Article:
Lima, Jun 24 (EFE).- Several explosive charges were removed by military bomb experts on the Camisea pipeline in the southeastern Peruvian region of Cuzco, the Armed Forces Joint Command said Monday.
Joint army and National Police patrols launched an operation Saturday in the area around the pipeline, which is operated by Transportadora de Gas del Peru, or TGP, to evaluate damage caused by a guerrilla attack last October on the duct.
Security forces members deployed in Komesiato, a town in the Echarate district of La Convencion province, found six explosive charges.
The charges had been placed next to valve on the pipeline.
Explosives experts disarmed five of the charges and detonated a sixth device, the Armed Forces Joint Command said in a statement.
An armed group burned three helicopters belonging to a company that provides services to the Camisea gas consortium on Oct. 6 in Kiteni, a district in Cuzco region, but no one was hurt in the attack.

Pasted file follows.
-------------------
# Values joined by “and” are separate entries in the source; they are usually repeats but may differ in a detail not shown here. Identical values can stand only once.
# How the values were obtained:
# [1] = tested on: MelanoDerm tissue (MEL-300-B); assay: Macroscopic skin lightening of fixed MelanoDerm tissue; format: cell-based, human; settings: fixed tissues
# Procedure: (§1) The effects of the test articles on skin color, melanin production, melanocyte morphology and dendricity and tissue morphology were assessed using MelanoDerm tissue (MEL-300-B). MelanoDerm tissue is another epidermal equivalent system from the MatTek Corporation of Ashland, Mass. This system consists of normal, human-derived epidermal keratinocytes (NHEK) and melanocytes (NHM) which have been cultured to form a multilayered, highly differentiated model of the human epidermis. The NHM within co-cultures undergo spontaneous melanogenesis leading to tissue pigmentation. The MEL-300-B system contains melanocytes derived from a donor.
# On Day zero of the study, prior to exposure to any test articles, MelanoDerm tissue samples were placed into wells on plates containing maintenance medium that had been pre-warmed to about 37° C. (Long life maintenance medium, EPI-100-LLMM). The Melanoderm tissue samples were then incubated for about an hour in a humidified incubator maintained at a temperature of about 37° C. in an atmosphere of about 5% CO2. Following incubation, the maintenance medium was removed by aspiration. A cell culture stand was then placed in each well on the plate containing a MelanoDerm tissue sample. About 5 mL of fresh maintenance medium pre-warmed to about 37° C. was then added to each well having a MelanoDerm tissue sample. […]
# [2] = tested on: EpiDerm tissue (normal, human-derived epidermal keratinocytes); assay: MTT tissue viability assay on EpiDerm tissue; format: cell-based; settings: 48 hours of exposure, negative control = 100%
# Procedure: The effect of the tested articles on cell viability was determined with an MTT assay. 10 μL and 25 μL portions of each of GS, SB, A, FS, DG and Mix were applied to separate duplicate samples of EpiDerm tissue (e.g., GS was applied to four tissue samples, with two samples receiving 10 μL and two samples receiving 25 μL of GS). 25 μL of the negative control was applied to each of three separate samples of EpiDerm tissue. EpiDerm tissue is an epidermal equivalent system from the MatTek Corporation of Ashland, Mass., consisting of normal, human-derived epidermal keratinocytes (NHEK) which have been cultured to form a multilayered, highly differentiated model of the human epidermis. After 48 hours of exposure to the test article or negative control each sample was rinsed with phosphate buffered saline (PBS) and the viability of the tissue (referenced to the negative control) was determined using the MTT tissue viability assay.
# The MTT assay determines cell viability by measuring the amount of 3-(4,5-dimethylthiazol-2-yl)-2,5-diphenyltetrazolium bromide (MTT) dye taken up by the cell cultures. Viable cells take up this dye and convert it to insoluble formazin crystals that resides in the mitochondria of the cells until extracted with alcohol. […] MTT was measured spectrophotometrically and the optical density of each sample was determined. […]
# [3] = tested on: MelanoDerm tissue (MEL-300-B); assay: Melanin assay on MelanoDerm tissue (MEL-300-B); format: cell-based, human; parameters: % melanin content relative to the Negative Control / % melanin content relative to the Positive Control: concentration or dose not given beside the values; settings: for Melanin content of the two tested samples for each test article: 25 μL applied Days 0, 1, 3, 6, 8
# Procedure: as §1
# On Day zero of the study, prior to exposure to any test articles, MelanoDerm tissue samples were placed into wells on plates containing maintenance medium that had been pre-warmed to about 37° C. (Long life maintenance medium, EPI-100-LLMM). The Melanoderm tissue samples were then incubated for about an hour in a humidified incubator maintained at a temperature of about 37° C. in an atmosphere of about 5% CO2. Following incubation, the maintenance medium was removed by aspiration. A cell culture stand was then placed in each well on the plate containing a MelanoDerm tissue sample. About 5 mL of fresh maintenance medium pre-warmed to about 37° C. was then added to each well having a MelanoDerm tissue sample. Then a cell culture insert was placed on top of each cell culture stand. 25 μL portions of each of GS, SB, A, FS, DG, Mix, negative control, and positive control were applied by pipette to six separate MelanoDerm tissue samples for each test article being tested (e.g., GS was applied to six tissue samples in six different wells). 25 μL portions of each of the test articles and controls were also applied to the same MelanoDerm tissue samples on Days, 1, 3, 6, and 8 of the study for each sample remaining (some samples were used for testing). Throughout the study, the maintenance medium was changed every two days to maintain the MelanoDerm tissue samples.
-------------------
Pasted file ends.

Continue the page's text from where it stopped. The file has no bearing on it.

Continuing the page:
The rebels may have staged the attack because the company failed to pay protection money, media reports said.
The Shining Path guerrilla group is suspected of being behind the attack on the helicopters at a remote air strip.
The Special Command for the Valley of the Apurimac, Ene and Mantaro Rivers, or VRAEM, region in southern Peru has been battling the remnants of the rebel group.
The Shining Path operates in the coca-growing VRAEM region under Victor Quispe Palomino, known as "Comrade Jose."
The rebels have joined forces with drug cartels and producers of illegal coca, the raw material for cocaine, officials say.
The government has made the elimination of the Shining Path's remnants a priority.
The Maoist-inspired Shining Path launched its uprising on May 17, 1980, with an attack on Chuschi, a small town in Ayacucho province.
The Camisea consortium is producing natural gas from Peru's largest fields.
The Camisea fields hold some of Latin America's largest natural gas reserves.
Camisea's proven reserves total some 8.7 trillion cubic feet.
The Camisea consortium is made up of Spain's Repsol, Argentina's Pluspetrol and Tecpetrol, U.S.-based Hunt Oil, South Korea's SK Energy and Algeria's Sonatrach.